Peter Mac stands in solidarity with the people of Ukraine and the healthcare workers who are supporting them.

We express our deep concern for the estimated 179,000 newly diagnosed cancer patients* who now face an even more uncertain future with disruptions to treatment posing a grave risk to their survival. 

“In the first days after the Russian attack many cancer centres in Kharkiv, Mariupol, Sumy, Chernihiv, and eastern Ukraine had to evacuate their staff as some centres were destroyed by shelling,” the British Medical Journal says.  

“Some had to cancel all planned treatment, while clinics in Kyiv, including the National Cancer Institute, have stopped everything but ongoing chemotherapy.”

“Clinics in western Ukraine have suffered no major interruptions yet but are overwhelmed by the flow of patients fleeing the east and experiencing shortages of basic drugs.”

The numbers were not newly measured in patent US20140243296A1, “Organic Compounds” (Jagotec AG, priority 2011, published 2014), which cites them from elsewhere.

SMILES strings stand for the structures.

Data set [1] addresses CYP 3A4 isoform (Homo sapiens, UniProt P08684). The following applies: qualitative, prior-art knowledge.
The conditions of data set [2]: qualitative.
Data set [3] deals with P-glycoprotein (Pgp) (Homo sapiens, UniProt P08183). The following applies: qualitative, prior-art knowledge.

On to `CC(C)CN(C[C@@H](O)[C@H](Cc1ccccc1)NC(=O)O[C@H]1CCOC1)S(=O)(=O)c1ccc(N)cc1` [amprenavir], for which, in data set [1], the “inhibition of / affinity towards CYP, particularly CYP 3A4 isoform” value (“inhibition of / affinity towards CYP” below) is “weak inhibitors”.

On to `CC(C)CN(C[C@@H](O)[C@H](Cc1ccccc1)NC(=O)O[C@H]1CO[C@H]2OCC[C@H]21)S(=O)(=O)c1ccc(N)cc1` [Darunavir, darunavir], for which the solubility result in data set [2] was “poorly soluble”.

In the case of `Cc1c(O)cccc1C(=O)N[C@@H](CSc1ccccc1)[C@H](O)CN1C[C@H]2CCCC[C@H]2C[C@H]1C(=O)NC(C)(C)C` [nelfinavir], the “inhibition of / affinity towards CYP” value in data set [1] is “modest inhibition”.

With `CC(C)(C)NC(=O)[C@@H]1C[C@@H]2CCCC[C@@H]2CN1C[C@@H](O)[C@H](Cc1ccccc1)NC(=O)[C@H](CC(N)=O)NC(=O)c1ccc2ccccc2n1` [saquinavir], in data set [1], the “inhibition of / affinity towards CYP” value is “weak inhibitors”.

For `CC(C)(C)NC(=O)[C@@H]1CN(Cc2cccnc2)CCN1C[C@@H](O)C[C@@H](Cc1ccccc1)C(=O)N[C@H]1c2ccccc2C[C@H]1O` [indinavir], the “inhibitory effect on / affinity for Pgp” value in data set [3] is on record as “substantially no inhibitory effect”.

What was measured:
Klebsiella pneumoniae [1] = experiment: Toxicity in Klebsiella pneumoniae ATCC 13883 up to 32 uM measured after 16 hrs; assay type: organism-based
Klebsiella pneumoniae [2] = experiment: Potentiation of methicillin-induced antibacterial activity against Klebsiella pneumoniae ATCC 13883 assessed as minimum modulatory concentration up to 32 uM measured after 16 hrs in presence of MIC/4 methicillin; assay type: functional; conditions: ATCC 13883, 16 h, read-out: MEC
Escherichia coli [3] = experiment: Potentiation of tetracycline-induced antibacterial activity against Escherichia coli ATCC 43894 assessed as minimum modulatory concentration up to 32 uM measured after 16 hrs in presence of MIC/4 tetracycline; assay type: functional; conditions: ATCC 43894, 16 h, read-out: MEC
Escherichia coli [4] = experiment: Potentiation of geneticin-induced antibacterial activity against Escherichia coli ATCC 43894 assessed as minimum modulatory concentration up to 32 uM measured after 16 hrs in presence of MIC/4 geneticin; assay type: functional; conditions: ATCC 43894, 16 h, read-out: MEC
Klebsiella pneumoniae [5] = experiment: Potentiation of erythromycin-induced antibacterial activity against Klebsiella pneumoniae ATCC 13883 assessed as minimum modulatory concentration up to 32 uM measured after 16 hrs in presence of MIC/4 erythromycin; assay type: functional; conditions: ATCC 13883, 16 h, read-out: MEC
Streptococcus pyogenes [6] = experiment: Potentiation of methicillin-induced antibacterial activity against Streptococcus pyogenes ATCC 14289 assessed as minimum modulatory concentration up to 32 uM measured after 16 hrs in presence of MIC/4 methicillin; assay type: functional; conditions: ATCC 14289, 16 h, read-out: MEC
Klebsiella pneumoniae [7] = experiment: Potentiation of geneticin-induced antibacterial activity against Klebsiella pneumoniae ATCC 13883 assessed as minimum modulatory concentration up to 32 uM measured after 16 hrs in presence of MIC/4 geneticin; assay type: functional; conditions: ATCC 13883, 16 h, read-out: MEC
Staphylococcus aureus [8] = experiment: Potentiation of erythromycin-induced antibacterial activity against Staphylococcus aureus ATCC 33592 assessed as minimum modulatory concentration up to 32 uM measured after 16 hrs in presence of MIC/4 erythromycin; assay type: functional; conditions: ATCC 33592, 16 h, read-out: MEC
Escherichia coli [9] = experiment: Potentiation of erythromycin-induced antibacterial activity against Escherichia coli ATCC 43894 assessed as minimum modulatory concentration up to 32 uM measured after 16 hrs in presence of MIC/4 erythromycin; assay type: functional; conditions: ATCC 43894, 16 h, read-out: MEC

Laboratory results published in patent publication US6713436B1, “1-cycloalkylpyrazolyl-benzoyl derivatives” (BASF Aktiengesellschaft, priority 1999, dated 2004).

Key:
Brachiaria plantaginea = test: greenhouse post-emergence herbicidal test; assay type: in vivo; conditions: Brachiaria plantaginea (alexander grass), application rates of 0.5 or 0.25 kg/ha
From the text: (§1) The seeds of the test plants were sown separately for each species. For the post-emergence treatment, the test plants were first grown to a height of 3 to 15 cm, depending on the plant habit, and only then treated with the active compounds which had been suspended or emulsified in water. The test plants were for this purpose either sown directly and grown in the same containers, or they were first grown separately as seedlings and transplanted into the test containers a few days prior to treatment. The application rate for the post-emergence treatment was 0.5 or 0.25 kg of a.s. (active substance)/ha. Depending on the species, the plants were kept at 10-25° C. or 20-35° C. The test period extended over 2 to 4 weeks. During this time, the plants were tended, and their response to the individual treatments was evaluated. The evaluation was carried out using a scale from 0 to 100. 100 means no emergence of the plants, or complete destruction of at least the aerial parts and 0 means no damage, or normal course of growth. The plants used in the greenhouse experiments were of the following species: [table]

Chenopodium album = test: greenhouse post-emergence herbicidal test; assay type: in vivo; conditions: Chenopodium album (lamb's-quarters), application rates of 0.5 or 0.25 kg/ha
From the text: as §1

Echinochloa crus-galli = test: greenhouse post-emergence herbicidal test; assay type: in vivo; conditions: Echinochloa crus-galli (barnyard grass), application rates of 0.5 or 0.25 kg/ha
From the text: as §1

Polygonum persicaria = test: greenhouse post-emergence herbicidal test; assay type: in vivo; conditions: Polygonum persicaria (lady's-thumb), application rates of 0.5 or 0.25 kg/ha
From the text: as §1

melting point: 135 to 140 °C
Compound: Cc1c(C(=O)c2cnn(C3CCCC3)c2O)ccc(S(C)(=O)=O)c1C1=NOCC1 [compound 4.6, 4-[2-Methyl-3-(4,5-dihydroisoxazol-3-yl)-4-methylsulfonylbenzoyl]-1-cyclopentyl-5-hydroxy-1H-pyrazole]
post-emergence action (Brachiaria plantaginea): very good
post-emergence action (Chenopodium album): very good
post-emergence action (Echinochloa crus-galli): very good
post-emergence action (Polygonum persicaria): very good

The same is true in neighbouring European countries where clinicians are doing their utmost to help Ukrainian refugees.

No cancer patient should experience the disruption and confusion these patients are facing, as they undergo treatment for their cancer.

We strongly agree with affiliated organisations such as the renowned American Society of Clinical Oncology, which said: “Interruption of life-saving cancer care simply adds to the massive pain and needless suffering caused by war”.

We recognise too that Russian patients, affected by sanctions and inflation, also face an uncertain future for their care.

If you have capacity, you can contribute to Doctors Without Borders or Red Cross who are providing emergency medical care on the ground. 


*American Cancer Society -

British Medical Journal -

American Society of Clinical Oncology -